Our View: It’s OK to take a break from social media


by The Simpsonian Editorial Board

It happens to all of us. We’ll log onto our social media accounts and get lost, sometimes for hours a day, reading posts from friends and family or news stories from media outlets, watching funny videos or looking for the latest memes.

As we finally glance up from our Facebook, Twitter or Instagram feeds or Snapchat stories, we realize our five minute social media break lasted well over an hour and now we’re behind on homework and feel more than a little disoriented.

Sound familiar? I know—I’ve been there, too.

While social media can be a great thing that lets us stay connected to friends and family near and far, and can even be used for organizing clubs, events and study groups, it’s also undoubtedly a major source of distraction—and can even be detrimental to our mental health.

According to a recent study led by San Diego State University psychology professor, Jean Twenge, youth between the ages of 13 to 18 who spend more time on their cell phones or on social media tend to be less happy than those who don’t spend as much time online or on their phones.

Even though they did not find a causal link between social media and depression or other mental health issues, the researchers state in the study, “new media screen time should be understood as an important modern risk factor for depression and suicide.” In other words, excessive social media use can potentially have an enormous impact on our mental health.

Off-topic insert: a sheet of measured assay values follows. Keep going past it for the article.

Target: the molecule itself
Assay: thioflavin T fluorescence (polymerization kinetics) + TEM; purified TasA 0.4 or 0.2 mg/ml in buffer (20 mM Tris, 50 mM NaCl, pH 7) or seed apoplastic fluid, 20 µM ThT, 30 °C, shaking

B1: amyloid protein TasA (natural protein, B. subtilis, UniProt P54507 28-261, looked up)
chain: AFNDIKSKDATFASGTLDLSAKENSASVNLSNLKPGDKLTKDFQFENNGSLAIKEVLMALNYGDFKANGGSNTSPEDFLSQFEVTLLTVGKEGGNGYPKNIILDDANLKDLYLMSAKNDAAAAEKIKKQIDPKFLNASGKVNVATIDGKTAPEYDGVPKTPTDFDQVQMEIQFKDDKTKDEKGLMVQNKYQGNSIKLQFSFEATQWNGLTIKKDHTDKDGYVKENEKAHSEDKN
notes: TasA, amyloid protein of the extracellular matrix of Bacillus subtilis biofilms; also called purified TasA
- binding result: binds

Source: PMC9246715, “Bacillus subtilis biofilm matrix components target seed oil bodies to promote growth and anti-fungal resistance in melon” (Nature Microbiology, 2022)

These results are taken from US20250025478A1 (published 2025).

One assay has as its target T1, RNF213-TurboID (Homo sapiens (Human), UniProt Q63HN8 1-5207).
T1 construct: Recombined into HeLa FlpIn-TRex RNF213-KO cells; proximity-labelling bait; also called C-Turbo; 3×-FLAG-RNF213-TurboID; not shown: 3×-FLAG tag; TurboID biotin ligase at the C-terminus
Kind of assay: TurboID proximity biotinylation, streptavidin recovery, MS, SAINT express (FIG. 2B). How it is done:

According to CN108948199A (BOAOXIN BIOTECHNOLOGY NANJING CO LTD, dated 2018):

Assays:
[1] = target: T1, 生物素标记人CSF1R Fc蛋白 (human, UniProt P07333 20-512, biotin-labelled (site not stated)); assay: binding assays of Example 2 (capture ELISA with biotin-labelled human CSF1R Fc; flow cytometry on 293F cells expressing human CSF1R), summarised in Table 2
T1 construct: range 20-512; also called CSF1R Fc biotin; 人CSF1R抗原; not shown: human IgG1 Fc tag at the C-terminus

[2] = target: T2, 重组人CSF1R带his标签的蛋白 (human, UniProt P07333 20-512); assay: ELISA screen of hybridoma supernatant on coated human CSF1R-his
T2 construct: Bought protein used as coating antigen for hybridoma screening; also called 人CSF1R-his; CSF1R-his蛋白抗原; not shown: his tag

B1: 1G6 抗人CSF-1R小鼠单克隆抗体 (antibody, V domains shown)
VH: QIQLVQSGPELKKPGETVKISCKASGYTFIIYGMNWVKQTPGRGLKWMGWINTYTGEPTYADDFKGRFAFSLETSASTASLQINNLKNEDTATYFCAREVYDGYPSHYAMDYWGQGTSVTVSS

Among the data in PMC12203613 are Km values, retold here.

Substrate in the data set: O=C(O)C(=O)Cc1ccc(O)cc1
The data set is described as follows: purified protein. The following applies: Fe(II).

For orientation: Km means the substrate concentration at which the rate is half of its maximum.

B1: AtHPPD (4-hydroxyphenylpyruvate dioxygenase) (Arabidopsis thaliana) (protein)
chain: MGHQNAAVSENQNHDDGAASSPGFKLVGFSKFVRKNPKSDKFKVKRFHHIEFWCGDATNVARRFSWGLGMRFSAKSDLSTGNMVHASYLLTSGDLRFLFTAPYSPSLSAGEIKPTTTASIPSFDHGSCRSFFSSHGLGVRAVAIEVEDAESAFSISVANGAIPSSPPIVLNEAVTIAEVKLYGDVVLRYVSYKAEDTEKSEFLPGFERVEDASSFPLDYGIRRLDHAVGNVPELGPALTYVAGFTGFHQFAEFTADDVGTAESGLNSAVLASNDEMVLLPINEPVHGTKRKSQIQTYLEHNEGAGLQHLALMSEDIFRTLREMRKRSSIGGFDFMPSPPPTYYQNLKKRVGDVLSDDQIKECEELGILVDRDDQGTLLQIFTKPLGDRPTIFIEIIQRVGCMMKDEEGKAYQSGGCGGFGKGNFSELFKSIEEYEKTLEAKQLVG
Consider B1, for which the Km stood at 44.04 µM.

Although most college students are older than the demographic in Twenge’s study, many of us still have similar social media habits as people in that age group and are therefore still vulnerable to the negative effects social media can have on our mental well-being.

So what should we do about this?

As was stated earlier, social media has become an almost essential part of our daily lives by letting us communicate and organize quickly and efficiently. It can also act as a form of escape from the daily stress we all feel as college students. The key is being careful how much we use it.

Going forward, I encourage us all to use social media wisely. Remember that real life happens apart from our social media feeds and that the best connections we make are with real people, in person. In short, let’s resolve to make social media a small part of our lives, not our whole lives.